The outbreak of the coronavirus has been a key focus for financial markets in the past month. Equity markets initially fell as did bond yields and the Australian dollar, before staging some recovery as the rate of infections in China peaked and began to fall. However, in recent days equity markets have given up these gains as rising infections outside of China grabbed headlines.
Any market rebound in the coming quarters will depend on:
- if the spread of the disease is contained/controlled
- further easing in financial conditions
- additional stimulus measures from China
The history of previous outbreaks of infectious diseases points to short-term economic weakness which is then largely reversed.
But we are cautious about the limits of historical comparison given the increased size of the Chinese economy and Australia’s dependency. In our view, there’s no doubt that growth data will be affected in the March quarter.
Our chief investment office continues to expect our base case to play out – moderate economic growth, restrained inflation, accommodative central banks and range trading bond markets. Therefore, we retain a constructive outlook for equity markets for the year ahead.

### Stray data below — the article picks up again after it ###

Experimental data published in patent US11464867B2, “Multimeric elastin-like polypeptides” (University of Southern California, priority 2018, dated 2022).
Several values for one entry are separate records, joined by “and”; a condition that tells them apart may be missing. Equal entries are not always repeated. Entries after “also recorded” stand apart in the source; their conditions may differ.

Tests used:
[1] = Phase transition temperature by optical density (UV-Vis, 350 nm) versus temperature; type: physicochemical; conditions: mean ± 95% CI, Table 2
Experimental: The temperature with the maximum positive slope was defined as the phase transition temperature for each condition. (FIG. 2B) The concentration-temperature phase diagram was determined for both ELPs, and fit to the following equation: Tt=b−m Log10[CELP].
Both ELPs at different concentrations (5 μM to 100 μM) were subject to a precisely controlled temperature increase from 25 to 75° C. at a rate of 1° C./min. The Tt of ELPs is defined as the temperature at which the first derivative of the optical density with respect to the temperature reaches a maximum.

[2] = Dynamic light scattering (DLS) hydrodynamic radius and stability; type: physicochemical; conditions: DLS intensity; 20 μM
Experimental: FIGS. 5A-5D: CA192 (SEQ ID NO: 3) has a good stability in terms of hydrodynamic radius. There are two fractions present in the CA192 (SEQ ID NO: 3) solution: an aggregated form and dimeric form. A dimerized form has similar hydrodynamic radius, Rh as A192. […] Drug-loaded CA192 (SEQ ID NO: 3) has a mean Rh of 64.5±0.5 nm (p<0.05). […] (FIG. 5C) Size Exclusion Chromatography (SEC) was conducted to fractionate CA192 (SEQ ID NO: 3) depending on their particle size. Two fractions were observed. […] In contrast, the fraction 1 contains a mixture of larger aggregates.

Investment outlook – in brief
We have moved back to benchmark position on growth assets, raising global equities back to a small overweight.
We switched to ‘overweight’ (from benchmark) in Emerging Markets (EM) equities as we see them with more attractive valuation levels and will benefit from a pick-up in growth. Medium term, we believe EM have the opportunity to outperform Developed Markets (DM).
For the Dynamic 30 and 50 portfolios with no EM equity exposure, we moved back to benchmark by going overweight Europe and Japan which we perceive can provide cyclical exposure at a better relative valuation than the S&P 500 in the US.
We have reduced the ‘overweight’ position in global fixed-income assets due to lower bond yields. Tactically, we see yields remaining range-bound.
We have also modestly increased the hedge ratio following a weakening in the Australian dollar. This move is in line with the change within our regional equity exposure. We are still below benchmark on the hedge ratio which provides a more defensive positioning for our international equity exposure.